My Game, My Rules
By Ethan Lyon, Senior Writer
The Internet promotes control, freedom and independence to find anything or connect with anyone, anywhere, at any time. It narrowed the geographic gap that has bound humanity into small communities and created a world accessible and relevant to the unique user. Consumers are no longer bound to product selection limited to stores. The new Consumer Age begs the question: Why spend $15.00 on a CD when you can get the three songs your friends recommended for $0.79 each? Now is the time for personal independence and freedom—to create and share.
Personal Manager—Large companies are no longer the gatekeepers of information. Users can get information and manage it whenever and wherever they want. Consumers have been empowered by and grown accustomed to the accessibility of the Internet. So put your consumer in the driver’s seat and let them take your product for a test drive.
Freedom to Explore—Our new found ability to explore and manage the world’s information has piqued the adventurer within all Internet users. The Internet is a medium in which we can connect with others in a way that has never before been possible. Our inherent thirst for knowledge and connectivity has been catalyzed by the Internet and enhanced our ability to find relevant information and expand our intellectual horizons.
Revolution Health—Though WebMD has become widely popular (much to the chagrin of many doctors), it has empowered Internet users to self-diagnose. For serious medical concerns, WebMD does not replace a licensed physician, however WebMD could eliminate senseless trips to the doctors office.
Facebook—Facebook has empowered its users to reconnect or search for new relationships through relevant, meaningful information. It has enhanced our ability to find those that can add meaning and value to our lives through personalized searches—whether both went to high school together or have an undying affinity for Star Wars.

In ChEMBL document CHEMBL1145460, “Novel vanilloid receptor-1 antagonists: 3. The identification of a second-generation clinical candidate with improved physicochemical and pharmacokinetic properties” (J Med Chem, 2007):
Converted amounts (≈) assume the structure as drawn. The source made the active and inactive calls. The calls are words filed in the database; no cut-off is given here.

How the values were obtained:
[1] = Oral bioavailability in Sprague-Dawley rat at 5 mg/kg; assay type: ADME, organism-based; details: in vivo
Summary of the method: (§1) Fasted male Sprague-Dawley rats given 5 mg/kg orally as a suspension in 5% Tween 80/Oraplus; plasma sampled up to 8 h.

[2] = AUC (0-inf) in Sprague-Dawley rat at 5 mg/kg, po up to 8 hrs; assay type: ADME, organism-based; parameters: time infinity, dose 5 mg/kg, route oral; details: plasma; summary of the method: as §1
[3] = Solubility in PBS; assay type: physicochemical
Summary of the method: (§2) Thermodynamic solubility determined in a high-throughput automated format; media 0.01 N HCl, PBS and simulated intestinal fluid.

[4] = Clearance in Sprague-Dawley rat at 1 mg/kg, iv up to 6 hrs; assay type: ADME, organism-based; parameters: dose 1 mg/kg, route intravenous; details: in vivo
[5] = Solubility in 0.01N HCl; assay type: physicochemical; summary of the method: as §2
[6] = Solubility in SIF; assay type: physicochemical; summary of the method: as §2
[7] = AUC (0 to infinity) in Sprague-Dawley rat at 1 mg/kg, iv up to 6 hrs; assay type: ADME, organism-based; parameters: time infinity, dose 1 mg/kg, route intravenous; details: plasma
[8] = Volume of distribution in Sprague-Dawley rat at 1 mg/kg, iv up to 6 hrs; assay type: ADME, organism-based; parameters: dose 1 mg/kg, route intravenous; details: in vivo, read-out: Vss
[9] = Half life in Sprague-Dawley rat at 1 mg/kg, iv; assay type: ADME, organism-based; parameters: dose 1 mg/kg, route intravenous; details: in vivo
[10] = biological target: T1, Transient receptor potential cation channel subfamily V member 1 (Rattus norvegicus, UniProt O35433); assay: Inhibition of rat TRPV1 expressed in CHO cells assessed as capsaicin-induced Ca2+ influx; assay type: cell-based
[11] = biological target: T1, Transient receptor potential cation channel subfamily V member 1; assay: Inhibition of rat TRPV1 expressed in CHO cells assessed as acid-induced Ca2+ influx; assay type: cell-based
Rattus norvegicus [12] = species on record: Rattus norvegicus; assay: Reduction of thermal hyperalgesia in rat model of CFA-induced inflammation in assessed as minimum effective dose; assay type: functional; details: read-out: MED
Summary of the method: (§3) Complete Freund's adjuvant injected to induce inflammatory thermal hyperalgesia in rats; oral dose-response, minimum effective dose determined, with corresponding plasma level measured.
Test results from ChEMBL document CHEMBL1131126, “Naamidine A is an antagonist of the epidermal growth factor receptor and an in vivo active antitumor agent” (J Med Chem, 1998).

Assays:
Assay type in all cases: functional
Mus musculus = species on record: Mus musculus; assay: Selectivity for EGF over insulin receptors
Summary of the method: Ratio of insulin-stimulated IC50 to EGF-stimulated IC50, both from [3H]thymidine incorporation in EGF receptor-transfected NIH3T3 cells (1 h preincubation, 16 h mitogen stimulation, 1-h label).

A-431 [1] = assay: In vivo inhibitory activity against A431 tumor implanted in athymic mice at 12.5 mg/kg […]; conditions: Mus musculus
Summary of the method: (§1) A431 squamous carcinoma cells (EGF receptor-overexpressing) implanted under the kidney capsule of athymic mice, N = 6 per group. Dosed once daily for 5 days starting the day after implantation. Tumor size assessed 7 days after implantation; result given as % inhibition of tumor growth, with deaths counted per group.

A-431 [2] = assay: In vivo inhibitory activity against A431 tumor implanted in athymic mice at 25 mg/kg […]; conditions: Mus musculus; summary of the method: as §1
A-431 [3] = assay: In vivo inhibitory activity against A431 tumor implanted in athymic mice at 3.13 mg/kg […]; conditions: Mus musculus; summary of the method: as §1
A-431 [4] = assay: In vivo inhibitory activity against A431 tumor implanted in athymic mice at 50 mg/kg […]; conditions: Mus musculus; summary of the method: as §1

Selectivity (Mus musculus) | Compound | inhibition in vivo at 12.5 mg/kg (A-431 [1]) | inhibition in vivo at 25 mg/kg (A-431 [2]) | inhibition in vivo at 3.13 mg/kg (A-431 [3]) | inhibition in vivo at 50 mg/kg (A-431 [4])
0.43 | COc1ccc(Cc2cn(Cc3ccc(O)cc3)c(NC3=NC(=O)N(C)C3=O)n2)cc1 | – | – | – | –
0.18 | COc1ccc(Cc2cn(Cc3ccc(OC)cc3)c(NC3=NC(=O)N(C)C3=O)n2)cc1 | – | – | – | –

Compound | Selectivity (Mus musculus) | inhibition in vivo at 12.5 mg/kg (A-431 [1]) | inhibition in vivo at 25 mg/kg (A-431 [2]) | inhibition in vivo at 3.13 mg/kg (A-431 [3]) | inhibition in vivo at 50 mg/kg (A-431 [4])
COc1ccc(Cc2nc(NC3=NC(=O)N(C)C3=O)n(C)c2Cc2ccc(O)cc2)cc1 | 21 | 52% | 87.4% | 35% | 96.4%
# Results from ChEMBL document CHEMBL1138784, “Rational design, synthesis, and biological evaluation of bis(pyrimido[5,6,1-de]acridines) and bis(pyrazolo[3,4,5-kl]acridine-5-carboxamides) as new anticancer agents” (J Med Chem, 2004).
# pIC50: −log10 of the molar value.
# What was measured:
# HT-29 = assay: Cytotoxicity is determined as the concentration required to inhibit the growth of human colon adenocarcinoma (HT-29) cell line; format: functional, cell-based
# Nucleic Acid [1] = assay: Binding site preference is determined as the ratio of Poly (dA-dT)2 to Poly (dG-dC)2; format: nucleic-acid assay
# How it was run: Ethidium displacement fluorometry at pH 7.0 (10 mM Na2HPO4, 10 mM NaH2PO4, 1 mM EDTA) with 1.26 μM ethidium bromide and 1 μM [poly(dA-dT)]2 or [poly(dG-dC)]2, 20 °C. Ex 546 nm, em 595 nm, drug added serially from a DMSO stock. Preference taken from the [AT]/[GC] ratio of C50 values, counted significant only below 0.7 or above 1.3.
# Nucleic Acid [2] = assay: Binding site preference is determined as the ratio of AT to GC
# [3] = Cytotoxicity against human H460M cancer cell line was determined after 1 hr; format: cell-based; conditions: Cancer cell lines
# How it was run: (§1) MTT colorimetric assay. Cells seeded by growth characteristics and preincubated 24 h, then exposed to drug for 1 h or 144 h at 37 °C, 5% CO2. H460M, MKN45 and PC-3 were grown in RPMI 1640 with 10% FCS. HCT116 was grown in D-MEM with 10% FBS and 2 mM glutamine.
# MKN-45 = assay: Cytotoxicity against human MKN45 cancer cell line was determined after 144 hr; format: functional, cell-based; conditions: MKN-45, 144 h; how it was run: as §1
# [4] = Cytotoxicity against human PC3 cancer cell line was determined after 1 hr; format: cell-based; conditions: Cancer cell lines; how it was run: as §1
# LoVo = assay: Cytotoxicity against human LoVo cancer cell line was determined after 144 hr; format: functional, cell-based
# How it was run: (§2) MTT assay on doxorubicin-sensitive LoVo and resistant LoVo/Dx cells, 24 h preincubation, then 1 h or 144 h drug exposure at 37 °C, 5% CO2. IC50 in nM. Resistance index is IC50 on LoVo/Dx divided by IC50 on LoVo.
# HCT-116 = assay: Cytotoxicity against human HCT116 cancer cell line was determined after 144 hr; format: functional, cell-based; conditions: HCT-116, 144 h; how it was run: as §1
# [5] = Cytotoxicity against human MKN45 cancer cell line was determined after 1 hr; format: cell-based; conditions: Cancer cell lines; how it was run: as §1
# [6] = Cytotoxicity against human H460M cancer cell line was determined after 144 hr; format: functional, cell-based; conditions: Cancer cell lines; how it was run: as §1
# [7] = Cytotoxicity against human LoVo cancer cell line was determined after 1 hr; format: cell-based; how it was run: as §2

Longtail—Chris Anderson’s “Longtail” idea says anyone, or any idea to break through the clutter to be found or sold. Amazon.com is a prime example of the longtail concept. Of the 40,000 documentaries, Amazon.com carries 40 percent, whereas Blockbuster has .2 percent, according to the Internet Movie Database and Wired.com. Whereas Blockbuster is limited by physical space, Amazon.com is not. Amazon.com can sell any movie ever made, whereas Blockbuster can only sell as many DVDs that can fit in their store.
Now Play It—NPI offers users music lesson downloads. Though it’s not your traditional music tutorial. First, select your instrument of choice and song. Then, download the music video with either the artist instructing you how to play their song or instrument chords will pop-up during a music video. So, you can see Sting belt “Roxanne” and feel like you’re doing solos next to him.
Terminal 1—HSBC offered travelers in Heathrow’s Terminal 1 a highly customizable magazine. HSBC’s kiosk gave travelers the option to select articles, written by celebrities, to create a magazine they’re own magazine. Then, HSBC bound the articles together for much more entertaining flight.
Control, Freedom, Independence, Possibility, Accessibility, Connectivity, Power, Opportunity
Download the full 2009 Trend Report in PDF format